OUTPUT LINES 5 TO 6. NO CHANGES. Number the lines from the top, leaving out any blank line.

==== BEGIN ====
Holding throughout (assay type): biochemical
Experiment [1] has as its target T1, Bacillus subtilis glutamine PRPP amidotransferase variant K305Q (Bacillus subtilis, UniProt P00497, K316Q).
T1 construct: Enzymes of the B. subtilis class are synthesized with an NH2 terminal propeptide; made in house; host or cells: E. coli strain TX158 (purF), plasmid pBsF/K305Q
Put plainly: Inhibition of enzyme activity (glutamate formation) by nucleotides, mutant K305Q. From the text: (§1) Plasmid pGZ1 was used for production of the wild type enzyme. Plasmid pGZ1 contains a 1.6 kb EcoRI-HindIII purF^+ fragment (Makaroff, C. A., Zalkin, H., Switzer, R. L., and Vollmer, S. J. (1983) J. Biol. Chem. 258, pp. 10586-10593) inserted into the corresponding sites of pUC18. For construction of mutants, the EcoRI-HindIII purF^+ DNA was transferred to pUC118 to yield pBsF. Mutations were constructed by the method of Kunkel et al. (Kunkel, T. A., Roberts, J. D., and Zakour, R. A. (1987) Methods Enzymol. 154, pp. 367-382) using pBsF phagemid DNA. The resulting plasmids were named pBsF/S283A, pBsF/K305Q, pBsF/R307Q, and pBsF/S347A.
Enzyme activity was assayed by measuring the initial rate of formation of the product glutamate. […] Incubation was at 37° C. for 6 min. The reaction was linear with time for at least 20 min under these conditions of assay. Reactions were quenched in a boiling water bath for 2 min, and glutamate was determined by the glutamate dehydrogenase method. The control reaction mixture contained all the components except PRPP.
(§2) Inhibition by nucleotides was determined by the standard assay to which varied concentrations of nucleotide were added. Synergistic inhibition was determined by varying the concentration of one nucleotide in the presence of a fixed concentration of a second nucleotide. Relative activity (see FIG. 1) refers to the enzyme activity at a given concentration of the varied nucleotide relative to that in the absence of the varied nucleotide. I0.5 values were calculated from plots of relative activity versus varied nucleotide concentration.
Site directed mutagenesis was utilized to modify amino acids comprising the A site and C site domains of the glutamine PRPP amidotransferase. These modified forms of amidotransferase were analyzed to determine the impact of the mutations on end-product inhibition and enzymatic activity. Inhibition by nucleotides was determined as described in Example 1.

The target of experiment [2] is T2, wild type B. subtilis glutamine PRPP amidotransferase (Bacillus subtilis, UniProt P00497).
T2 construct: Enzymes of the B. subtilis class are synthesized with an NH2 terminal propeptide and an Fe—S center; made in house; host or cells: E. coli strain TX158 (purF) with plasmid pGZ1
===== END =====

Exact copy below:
Enzyme activity was assayed by measuring the initial rate of formation of the product glutamate. […] Incubation was at 37° C. for 6 min. The reaction was linear with time for at least 20 min under these conditions of assay. Reactions were quenched in a boiling water bath for 2 min, and glutamate was determined by the glutamate dehydrogenase method. The control reaction mixture contained all the components except PRPP.
(§2) Inhibition by nucleotides was determined by the standard assay to which varied concentrations of nucleotide were added. Synergistic inhibition was determined by varying the concentration of one nucleotide in the presence of a fixed concentration of a second nucleotide. Relative activity (see FIG. 1) refers to the enzyme activity at a given concentration of the varied nucleotide relative to that in the absence of the varied nucleotide. I0.5 values were calculated from plots of relative activity versus varied nucleotide concentration.